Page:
Linking socioeconomic disadvantage to healthiness of food practices: Can a practice-theoretical perspective sharpen everyday life analysis?

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Food is one of the key themes in public health policy and debates over inequalities in health. In this article, we argue that more research is needed to understand how socioeconomic disadvantage is translated into low degrees of healthiness. We suggest that everyday life analysis may be sharpened by way of drawing upon a practice-theoretical perspective on the mundane processes involved in this translation. We base our suggestion on a small review of three strands in the literature on social inequality, food and health, namely public health research, lifestyle analysis and everyday life studies, and we take our analytical starting point in the latter. In the article, we argue that a practice-theoretical perspective may enable research in social disadvantage and healthiness of food that describes and interprets variants in the conditioned agency, which cuts cross the multiplicity of different practices that make-up people's daily lives. Finally, we suggest that a stronger focus on social interaction and social hierarchy would adapt a practice-theoretical perspective further to empirical analysis in the field of food, health and socioeconomic disadvantage.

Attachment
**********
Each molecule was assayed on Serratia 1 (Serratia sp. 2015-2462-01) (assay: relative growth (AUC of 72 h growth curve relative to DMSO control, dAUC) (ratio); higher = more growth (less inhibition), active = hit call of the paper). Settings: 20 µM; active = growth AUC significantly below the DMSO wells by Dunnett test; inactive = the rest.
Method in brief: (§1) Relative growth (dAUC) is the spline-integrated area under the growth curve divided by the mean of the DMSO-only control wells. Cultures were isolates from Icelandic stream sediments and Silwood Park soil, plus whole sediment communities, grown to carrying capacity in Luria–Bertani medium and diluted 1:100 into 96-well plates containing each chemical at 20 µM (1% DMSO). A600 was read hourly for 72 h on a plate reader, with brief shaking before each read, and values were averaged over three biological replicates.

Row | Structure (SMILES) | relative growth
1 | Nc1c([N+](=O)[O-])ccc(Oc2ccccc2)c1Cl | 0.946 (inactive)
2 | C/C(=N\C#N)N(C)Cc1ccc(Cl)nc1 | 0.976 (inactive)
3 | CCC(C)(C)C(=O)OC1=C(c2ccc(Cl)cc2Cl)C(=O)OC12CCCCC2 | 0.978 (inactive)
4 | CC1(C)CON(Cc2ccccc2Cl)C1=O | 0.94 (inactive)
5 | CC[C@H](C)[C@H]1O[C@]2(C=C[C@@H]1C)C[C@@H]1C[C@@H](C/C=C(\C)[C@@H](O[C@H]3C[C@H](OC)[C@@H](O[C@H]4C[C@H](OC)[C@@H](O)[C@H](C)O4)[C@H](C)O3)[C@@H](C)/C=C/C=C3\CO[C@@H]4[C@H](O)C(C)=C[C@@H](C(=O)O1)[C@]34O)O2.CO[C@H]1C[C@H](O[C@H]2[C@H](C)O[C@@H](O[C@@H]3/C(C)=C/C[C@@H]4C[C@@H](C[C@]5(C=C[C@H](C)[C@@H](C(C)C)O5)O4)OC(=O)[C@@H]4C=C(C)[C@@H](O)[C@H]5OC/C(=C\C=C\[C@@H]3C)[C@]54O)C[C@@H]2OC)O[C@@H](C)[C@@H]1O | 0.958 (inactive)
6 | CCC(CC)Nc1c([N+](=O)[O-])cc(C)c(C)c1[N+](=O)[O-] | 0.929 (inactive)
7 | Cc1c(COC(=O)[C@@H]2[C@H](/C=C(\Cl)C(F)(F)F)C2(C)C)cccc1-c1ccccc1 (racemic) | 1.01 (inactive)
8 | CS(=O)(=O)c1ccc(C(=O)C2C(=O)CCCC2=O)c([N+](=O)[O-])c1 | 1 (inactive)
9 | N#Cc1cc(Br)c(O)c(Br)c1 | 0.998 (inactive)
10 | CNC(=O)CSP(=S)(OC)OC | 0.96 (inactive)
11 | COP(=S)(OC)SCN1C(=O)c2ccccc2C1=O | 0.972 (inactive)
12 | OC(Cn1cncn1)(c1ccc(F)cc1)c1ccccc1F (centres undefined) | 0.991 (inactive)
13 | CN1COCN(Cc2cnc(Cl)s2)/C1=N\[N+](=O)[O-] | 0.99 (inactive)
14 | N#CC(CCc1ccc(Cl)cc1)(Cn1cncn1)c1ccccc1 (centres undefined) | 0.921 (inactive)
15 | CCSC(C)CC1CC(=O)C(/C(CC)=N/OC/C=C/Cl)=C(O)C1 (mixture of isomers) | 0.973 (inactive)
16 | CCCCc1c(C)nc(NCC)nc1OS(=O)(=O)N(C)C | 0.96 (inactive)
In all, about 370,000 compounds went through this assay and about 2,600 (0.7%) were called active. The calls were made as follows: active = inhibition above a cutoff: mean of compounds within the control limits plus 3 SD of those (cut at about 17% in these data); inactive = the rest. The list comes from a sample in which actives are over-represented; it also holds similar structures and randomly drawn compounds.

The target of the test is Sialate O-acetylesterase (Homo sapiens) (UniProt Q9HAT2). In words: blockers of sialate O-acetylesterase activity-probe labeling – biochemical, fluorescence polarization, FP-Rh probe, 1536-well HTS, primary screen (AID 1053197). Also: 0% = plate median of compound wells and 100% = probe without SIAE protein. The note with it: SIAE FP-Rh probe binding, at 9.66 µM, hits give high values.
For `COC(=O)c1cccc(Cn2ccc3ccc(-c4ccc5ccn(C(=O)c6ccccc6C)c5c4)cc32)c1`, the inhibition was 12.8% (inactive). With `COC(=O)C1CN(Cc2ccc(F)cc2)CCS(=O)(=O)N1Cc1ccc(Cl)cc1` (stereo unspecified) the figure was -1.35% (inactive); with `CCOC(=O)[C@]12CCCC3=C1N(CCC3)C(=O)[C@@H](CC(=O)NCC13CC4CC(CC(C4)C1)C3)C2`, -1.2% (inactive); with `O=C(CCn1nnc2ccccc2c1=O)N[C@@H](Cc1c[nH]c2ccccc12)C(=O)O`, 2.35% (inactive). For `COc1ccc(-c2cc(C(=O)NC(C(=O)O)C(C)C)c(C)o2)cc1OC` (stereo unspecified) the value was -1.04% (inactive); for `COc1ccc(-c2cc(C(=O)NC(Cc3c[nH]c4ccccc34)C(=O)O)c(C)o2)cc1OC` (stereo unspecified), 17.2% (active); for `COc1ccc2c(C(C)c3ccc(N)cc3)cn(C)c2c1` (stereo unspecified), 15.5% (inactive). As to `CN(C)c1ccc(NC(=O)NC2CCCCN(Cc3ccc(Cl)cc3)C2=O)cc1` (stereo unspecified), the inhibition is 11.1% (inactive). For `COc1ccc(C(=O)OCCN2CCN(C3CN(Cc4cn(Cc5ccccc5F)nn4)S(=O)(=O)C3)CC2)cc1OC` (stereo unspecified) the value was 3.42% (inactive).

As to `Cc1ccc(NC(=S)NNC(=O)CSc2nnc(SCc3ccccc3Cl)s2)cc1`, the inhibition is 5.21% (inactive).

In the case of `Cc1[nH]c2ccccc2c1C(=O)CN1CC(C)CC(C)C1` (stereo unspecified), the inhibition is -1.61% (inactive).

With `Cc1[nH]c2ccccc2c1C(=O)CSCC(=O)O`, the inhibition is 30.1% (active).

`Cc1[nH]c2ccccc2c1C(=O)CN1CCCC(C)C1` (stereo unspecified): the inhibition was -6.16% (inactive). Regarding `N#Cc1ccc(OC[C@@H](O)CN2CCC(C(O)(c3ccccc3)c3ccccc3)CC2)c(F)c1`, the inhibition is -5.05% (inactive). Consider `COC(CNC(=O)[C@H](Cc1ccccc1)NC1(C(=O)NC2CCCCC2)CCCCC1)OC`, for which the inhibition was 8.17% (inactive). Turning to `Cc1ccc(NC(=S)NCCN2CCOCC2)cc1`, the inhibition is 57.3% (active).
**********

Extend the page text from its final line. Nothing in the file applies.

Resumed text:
Original languageEnglish
JournalSociology of Health and Illness
Number of pages14
ISSN0141-9889
DOIs
Publication statusE-pub ahead of print - 26 Feb 2021

    Research areas

  • everyday life, food, Health, practice theories, social inequality

ID: 258400445